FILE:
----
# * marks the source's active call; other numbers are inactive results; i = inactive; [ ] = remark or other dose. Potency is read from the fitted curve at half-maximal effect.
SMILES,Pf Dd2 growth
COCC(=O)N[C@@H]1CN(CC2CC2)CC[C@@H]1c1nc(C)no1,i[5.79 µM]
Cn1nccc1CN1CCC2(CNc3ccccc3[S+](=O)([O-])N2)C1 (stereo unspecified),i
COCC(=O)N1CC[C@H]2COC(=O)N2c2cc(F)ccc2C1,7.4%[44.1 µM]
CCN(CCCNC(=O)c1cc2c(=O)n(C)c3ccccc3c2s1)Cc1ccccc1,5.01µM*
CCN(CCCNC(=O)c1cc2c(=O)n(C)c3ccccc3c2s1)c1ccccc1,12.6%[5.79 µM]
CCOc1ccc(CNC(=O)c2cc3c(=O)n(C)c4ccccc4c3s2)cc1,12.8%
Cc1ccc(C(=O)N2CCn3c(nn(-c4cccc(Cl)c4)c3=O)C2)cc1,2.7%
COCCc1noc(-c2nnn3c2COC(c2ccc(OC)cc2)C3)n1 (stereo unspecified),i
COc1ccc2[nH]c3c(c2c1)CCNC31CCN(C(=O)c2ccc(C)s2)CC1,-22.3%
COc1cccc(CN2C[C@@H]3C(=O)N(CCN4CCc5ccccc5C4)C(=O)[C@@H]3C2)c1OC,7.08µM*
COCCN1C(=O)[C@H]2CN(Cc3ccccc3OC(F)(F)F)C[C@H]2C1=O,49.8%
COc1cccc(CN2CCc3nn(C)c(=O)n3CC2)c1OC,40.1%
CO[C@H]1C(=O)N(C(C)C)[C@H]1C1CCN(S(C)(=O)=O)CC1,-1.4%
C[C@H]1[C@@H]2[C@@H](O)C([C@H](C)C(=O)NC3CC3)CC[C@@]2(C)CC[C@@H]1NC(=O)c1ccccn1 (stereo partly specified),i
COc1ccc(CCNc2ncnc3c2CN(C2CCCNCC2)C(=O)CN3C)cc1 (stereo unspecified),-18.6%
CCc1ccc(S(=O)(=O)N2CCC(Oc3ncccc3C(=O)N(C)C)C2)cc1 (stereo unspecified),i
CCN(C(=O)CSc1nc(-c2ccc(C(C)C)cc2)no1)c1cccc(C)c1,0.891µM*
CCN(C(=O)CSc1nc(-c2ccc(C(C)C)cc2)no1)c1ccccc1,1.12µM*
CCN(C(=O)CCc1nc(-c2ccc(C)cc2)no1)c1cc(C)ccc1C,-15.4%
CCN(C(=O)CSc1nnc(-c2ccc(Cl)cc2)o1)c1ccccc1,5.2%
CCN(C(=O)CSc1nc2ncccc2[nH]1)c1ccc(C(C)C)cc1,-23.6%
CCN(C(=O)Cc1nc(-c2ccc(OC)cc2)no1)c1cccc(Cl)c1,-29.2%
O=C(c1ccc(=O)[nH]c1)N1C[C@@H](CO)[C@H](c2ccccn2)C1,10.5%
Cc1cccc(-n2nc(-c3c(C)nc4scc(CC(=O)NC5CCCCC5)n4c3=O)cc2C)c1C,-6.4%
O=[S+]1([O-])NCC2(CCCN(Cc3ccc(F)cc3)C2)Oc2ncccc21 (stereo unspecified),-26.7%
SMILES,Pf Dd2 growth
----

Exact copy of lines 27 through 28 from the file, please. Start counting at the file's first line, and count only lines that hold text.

O=[S+]1([O-])NCC2(CCCN(Cc3ccc(F)cc3)C2)Oc2ncccc21 (stereo unspecified),-26.7%
SMILES,Pf Dd2 growth